The mechanisms underlying CR-mediated lifespan extension have been eagerly and extensively investigated in recent years. A current research work in nematodes has well deciphered the reason why CR decreases ATP by reporting that increase of the citrate cycle intermediate α-ketoglutarate during CR exposure targets the subunit β of ATP synthase (complex V) and inhibits its activity, addressing an important role of mitochondrial uncoupling in prolonging lifespan (Chin et al., 2014). Although whether mitochondrial uncoupling correlates with redox homeostasis remains largely unknown, evidence is emerging to support the concept of mitochondrial hormesis (mitohormesis), which suggests that potent ROS burst from mitochondria evokes antioxidative responses and promotes life expectancy (Ristow & Kim, 2010; Ristow, 2014).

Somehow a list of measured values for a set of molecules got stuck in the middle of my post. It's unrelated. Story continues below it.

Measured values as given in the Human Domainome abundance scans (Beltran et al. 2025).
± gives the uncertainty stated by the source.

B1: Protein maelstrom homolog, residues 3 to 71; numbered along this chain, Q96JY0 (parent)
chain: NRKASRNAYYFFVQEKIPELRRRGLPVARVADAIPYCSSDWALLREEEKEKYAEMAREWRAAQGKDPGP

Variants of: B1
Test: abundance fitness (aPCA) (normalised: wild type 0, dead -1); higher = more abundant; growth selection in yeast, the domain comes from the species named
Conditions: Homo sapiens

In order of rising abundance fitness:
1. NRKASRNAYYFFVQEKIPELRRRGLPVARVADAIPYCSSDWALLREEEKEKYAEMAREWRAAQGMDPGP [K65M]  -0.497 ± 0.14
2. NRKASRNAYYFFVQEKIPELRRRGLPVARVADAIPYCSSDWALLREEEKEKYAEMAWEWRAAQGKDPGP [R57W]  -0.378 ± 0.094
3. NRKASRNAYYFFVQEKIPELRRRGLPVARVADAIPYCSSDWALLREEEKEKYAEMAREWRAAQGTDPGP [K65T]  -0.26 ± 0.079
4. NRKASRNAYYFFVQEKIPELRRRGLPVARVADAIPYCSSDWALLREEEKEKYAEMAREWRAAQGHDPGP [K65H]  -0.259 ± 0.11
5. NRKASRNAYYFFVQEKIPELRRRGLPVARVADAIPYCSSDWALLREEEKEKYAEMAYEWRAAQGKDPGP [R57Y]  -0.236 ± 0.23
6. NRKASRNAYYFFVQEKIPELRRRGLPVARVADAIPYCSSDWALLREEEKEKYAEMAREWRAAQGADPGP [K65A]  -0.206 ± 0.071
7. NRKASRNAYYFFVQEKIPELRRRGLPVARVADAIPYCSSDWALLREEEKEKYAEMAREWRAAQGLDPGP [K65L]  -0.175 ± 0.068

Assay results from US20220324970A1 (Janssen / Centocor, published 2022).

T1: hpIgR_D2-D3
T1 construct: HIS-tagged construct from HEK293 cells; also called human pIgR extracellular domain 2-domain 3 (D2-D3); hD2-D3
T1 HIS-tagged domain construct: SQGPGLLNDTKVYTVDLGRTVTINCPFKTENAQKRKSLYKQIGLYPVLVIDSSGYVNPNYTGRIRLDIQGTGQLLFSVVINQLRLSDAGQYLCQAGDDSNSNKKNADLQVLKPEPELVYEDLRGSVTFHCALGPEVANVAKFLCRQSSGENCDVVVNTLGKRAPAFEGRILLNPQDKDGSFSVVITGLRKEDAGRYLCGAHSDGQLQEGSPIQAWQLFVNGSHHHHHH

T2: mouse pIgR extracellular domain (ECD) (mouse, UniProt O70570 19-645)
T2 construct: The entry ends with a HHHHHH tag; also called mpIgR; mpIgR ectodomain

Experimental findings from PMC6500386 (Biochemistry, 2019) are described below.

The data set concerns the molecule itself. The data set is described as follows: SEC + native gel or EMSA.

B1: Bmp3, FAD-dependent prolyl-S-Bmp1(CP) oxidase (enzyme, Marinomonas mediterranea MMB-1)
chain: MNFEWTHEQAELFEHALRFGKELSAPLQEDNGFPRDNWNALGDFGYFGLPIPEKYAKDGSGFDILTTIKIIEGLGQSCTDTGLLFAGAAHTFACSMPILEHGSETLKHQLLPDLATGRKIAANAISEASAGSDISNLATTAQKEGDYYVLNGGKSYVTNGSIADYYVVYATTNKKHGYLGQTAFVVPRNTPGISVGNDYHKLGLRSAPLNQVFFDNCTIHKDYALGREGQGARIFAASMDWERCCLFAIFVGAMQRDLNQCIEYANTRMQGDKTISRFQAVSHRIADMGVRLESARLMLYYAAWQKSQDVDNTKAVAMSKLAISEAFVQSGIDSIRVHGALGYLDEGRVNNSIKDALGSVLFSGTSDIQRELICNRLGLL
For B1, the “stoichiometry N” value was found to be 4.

Indeed, mitochondrial superoxide production was found to increase the longevity of nematodes by triggering ROS-scavenging responses (Yang & Hekimi, 2010). It has been recently indicated that aspirin promotes mitochondrial biogenesis through H2O2 production and SIRT1/PGC-1α induction in cultured mouse liver cells (Kamble et al., 2013). A most new report has also demonstrated that H2O2 enables the up-regulation of mitochondria-specific SIRT3 and Mn-SOD in mice (Qiu et al., 2010). Following the finding of H2O2-mediated extension of yeast chronological lifespan through inducing antioxidative responses (Mesquita et al., 2010), we have also confirmed the mitohormetic effects of H2O2 on yeast chronological lifespan (Wang & Zeng, 2014). Most recently, metformin has been proven to promote lifespan in nematodes via the peroxiredoxin PRD-2-involved mitohormesis (De Haes et al., 2014).